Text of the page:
commssioned by Mrs. Russell's father, Jacob Stern, and hung for
many years in the San Francisco Legion of Honor.
The other remarkable Russell
piece was a small sculpture by Henri Matisse, Lot 504, that had
had a high estimate of $3,000,000 and sold for $9,242,500 to an
American dealer. The 19 3/4 inch-long bronze was number 5 of 10
and Mr. Burgee remarked after the sale that the last time Christie's
sold another cast of the same piece was in 1987 when it sold for
$1.3 million. The sales price at this auction set an auction record
for a Matisse sculpture and was close to the record for any 20th
A large Henry Moore sculpture,
"Two Piece Reclining Figure, Points," conceived and
cast in 1969, sold for $4,072,500, tying the auction record for
the artist and well surpassing its high estimate of $3 million.
Lot 537, "1941 (Painted
Relief - Version 1)," by Ben Nicholson (1894-1982), though
by no means the artist's best work, is a cool abstraction that
has an architectural dimensionality that makes it interesting.
It is estimated at $600,000 to $800,000, which makes it a great
bargain compared to the Twombly, but then Twombly is American
and Nicholson English. It passed at $420,000. Another fine
Nicholson, painted 15 years later, is Lot 631 in the Nov. 10 1999
auction of Twentieth Century Art at Christie's (see The City Review article on that
auction for an illustration
and see an illustration of another fine Nicholson work in The
City Review article on the Impressionist and Modern Art auction
at May 12, 1999 at Sotheby's).
Nicholson's work continues
the Cubist tradition in its Constructivist style. Lot 516, "Paysage
à Meudon," a 1911 oil on canvas, 57 5/8 by 45 inches,
by Albert Gleizes (1881-1953) is a good Cubist work of great warmth
and visual accessibility. The catalogue notes that this work,
shown above, is one of the artist's most celebrated and the year
after it was painted the artist and Jean Metzinger published an
important treatise on Cubism that was the first to propose that
it was "based on principles of relativity, simultaneity,
The painting was part of the
Alphonse Kann collection and was among about 130 works that were
looted by the Germans in 1940. It was recovered by the French
Government in 1949 and put in the collection of the Musée
National d'Art Moderne at the Centre Georges Pompidou. In 1997,
the Kann heirs, however, were successful in their efforts to get
their property back and the present owner of the lot acquired
it from the heirs. It has a conservative estimate of $800,000
to $1,000,000. It sold for $827,500, an auction record for
Other lots from the Russell
estate included Lot 505, a very stunning painting of a guitar
by Georges Braque (1882-1963) that is appropriately estimated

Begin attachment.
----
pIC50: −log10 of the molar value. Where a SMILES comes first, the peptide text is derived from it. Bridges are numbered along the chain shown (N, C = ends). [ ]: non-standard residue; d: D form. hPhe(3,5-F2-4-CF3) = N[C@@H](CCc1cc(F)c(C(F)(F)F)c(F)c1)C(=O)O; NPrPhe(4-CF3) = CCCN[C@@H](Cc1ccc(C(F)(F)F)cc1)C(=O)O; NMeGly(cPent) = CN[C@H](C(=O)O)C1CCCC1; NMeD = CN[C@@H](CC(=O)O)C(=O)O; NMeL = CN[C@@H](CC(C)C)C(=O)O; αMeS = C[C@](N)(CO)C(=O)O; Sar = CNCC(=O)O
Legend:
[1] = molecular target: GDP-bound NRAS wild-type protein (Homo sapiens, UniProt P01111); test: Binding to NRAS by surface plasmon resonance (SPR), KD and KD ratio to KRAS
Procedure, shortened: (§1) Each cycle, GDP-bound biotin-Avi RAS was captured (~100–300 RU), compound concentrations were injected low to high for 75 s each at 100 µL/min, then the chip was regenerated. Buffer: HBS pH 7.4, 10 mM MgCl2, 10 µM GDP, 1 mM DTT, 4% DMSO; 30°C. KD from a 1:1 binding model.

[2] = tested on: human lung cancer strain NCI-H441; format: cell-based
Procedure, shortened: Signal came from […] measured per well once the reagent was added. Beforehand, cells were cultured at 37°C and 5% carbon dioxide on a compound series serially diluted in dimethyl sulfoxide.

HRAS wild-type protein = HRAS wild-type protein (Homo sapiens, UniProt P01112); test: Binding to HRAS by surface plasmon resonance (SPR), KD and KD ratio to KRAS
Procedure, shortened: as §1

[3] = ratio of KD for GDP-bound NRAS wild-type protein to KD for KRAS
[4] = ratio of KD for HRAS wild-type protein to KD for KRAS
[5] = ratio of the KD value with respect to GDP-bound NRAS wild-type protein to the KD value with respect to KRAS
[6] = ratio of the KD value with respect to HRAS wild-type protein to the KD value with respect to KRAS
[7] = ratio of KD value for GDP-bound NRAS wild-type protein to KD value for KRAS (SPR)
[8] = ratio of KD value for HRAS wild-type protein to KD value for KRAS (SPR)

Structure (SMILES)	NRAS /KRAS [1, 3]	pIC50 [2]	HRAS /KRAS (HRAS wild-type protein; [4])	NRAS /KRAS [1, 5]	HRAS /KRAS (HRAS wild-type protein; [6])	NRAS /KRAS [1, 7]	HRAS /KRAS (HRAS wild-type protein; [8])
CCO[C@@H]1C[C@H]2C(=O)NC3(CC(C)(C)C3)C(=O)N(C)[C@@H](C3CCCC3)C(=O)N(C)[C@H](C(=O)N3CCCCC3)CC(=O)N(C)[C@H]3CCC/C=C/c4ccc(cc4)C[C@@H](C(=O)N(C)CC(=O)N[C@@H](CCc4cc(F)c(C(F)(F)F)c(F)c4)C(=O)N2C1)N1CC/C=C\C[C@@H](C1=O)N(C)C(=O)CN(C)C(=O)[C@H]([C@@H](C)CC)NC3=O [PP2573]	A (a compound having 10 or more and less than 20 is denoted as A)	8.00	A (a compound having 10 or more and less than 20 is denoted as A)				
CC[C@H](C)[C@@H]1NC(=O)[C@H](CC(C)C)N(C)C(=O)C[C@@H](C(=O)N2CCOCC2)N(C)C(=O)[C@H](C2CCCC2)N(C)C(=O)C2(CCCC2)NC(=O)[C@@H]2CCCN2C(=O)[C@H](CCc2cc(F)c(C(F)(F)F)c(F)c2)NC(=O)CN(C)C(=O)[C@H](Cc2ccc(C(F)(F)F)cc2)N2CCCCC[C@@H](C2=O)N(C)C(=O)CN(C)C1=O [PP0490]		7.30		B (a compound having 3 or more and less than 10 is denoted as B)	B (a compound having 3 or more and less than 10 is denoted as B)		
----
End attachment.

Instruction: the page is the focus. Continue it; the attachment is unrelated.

at $1,400,000 to $1,800,000, and sold for $1,432,500; a
very fine watercolor by Alexander Rodchenko (1891-1956), Lot 506,
that is conservatively estimated at $120,000 to $160,000, and
sold for $123,500; and a dark 1961 painting by Richard Diebenkorn
(see The City Review
article on the artist),
Lot 510 that is a bit ambitiously estimated at $1,200,000 to $1,600,000,
and which sold for $1,047,500.
Lot 515 is a medium-size 1905
painting of a naked woman Picasso that was once in the collection
of Gertrude Stein which might explain its very ambitious estimate
of $5,000,000 to $7,000,000. It was passed at $4 million.
Neither of the above-mentioned
Picassos, however, can compare with Lot 519, shown above, a 7
3/4 by 9 1/2 inch oil on canvas painted in 1933 and from the estate
of Princess Lucile Sherbatow. It is a jewel and has an estimate
of $1,400,000 to $1,800,000. It sold for $2,037,500.
Other highlights of this auction
include Lot 528, a pleasant oil of a woman with an umbrella by
Matisse that was painted in Nice in 1920 and has an estimate of
$4,000,000 to $6,000,000, which was passed at $2,800,000;
Lot 539, a quite lyrical and large oil by Fernand Léger
(1881-1955) (see The
City Review article on the artist), which has a conservative estimate of $600,000 to
$800,000 and which sold for $1,047,500; and lot 554, a
very vibrant and colorful large oil by Hans Hofmann (1880-1966)
that has a conservative estimate of $350,000 to $450,000, but
which was passed at $260,000.
The New York Times reported that Barney A. Ebsworth,
the St. Louis collector, was the buyer of an early, small and
fine Robert Rauschenberg at the auction for $1.3 million, way
over its estimate of $180,000 to $230,000.
The most unusual item in the
auction is Lot 536, a wooden chessboard "signed on paper
label" that belonged to Marcel Duchamp (1887-1968) and has
the extremely ambitious high estimate of $800,000. It sold
for $497,500. It is, of course, a masterpiece compared to
Lot 552, a huge canvas covered fully in black paint executed in
1954 by Ad Reinhardt (1913-1967). The Reinhardt has a high estimate
of $500,000. It passed at $190,000.
Only 72 percent of the lots
sold. Americans constituted 61 percent of the buyers, and Europeans
37 percent. There were no Asian buyers, although Mr. Burge said
that several were underbidders. Seventeen lots sold above their
high estimates, 9 sold under their low estimates and 12 fell within
the estimates, Mr. Burge reported.
The pre-sale estimate for
the entire auction ranged from $89 to $111 million and it netted
$99,881,500, Mr. Burge, who was in fine form once again, said.